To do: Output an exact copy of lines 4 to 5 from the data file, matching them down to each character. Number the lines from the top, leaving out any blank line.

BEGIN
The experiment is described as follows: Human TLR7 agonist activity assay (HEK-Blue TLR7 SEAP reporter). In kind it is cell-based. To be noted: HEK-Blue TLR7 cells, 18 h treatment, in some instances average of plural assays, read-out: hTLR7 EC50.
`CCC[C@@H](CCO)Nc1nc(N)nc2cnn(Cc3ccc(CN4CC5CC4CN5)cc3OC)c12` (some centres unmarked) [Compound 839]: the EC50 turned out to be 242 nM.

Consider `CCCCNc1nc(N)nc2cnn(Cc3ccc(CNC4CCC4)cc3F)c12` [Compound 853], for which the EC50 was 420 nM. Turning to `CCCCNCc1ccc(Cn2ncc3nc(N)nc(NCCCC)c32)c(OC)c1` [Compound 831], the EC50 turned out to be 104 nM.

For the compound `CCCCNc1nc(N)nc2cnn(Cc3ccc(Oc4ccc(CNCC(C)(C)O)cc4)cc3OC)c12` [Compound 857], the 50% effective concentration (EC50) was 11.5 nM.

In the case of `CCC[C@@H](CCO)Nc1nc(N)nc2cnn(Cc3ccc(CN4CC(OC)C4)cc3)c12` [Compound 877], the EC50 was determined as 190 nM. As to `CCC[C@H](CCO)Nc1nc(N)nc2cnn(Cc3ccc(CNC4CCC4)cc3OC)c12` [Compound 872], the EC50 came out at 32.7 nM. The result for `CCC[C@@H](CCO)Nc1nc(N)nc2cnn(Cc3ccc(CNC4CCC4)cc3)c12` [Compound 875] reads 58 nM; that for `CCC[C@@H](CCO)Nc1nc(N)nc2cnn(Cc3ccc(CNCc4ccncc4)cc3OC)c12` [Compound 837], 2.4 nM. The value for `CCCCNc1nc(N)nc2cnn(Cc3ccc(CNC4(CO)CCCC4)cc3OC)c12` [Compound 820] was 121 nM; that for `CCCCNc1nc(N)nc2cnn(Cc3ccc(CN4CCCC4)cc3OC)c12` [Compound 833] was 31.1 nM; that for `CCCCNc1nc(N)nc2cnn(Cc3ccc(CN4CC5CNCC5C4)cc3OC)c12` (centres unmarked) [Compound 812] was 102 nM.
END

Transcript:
For the compound `CCCCNc1nc(N)nc2cnn(Cc3ccc(Oc4ccc(CNCC(C)(C)O)cc4)cc3OC)c12` [Compound 857], the 50% effective concentration (EC50) was 11.5 nM.

In the case of `CCC[C@@H](CCO)Nc1nc(N)nc2cnn(Cc3ccc(CN4CC(OC)C4)cc3)c12` [Compound 877], the EC50 was determined as 190 nM. As to `CCC[C@H](CCO)Nc1nc(N)nc2cnn(Cc3ccc(CNC4CCC4)cc3OC)c12` [Compound 872], the EC50 came out at 32.7 nM. The result for `CCC[C@@H](CCO)Nc1nc(N)nc2cnn(Cc3ccc(CNC4CCC4)cc3)c12` [Compound 875] reads 58 nM; that for `CCC[C@@H](CCO)Nc1nc(N)nc2cnn(Cc3ccc(CNCc4ccncc4)cc3OC)c12` [Compound 837], 2.4 nM. The value for `CCCCNc1nc(N)nc2cnn(Cc3ccc(CNC4(CO)CCCC4)cc3OC)c12` [Compound 820] was 121 nM; that for `CCCCNc1nc(N)nc2cnn(Cc3ccc(CN4CCCC4)cc3OC)c12` [Compound 833] was 31.1 nM; that for `CCCCNc1nc(N)nc2cnn(Cc3ccc(CN4CC5CNCC5C4)cc3OC)c12` (centres unmarked) [Compound 812] was 102 nM.